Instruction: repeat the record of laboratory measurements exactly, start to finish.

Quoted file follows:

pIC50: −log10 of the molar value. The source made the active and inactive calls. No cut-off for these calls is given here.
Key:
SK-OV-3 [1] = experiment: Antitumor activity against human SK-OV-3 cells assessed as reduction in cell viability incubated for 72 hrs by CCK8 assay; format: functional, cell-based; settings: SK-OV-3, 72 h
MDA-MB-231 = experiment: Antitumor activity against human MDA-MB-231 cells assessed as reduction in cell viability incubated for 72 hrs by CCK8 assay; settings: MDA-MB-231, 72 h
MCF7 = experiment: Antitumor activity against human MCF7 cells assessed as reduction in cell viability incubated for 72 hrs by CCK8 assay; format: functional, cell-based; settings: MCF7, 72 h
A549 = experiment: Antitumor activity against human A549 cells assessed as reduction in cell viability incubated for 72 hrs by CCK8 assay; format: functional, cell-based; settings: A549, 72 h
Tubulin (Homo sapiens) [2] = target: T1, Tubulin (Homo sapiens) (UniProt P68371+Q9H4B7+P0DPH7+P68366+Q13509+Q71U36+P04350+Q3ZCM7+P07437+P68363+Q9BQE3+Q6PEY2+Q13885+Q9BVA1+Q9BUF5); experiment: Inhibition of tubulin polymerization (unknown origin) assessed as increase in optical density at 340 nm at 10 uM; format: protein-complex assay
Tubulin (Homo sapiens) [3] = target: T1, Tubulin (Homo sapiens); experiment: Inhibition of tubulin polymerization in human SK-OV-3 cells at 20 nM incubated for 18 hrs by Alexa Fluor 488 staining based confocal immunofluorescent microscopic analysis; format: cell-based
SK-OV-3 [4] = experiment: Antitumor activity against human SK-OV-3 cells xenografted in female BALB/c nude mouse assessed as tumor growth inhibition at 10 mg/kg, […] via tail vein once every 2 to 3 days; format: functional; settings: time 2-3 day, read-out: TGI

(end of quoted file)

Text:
pIC50: −log10 of the molar value. The source made the active and inactive calls. No cut-off for these calls is given here.
Key:
SK-OV-3 [1] = experiment: Antitumor activity against human SK-OV-3 cells assessed as reduction in cell viability incubated for 72 hrs by CCK8 assay; format: functional, cell-based; settings: SK-OV-3, 72 h
MDA-MB-231 = experiment: Antitumor activity against human MDA-MB-231 cells assessed as reduction in cell viability incubated for 72 hrs by CCK8 assay; settings: MDA-MB-231, 72 h
MCF7 = experiment: Antitumor activity against human MCF7 cells assessed as reduction in cell viability incubated for 72 hrs by CCK8 assay; format: functional, cell-based; settings: MCF7, 72 h
A549 = experiment: Antitumor activity against human A549 cells assessed as reduction in cell viability incubated for 72 hrs by CCK8 assay; format: functional, cell-based; settings: A549, 72 h
Tubulin (Homo sapiens) [2] = target: T1, Tubulin (Homo sapiens) (UniProt P68371+Q9H4B7+P0DPH7+P68366+Q13509+Q71U36+P04350+Q3ZCM7+P07437+P68363+Q9BQE3+Q6PEY2+Q13885+Q9BVA1+Q9BUF5); experiment: Inhibition of tubulin polymerization (unknown origin) assessed as increase in optical density at 340 nm at 10 uM; format: protein-complex assay
Tubulin (Homo sapiens) [3] = target: T1, Tubulin (Homo sapiens); experiment: Inhibition of tubulin polymerization in human SK-OV-3 cells at 20 nM incubated for 18 hrs by Alexa Fluor 488 staining based confocal immunofluorescent microscopic analysis; format: cell-based
SK-OV-3 [4] = experiment: Antitumor activity against human SK-OV-3 cells xenografted in female BALB/c nude mouse assessed as tumor growth inhibition at 10 mg/kg, […] via tail vein once every 2 to 3 days; format: functional; settings: time 2-3 day, read-out: TGI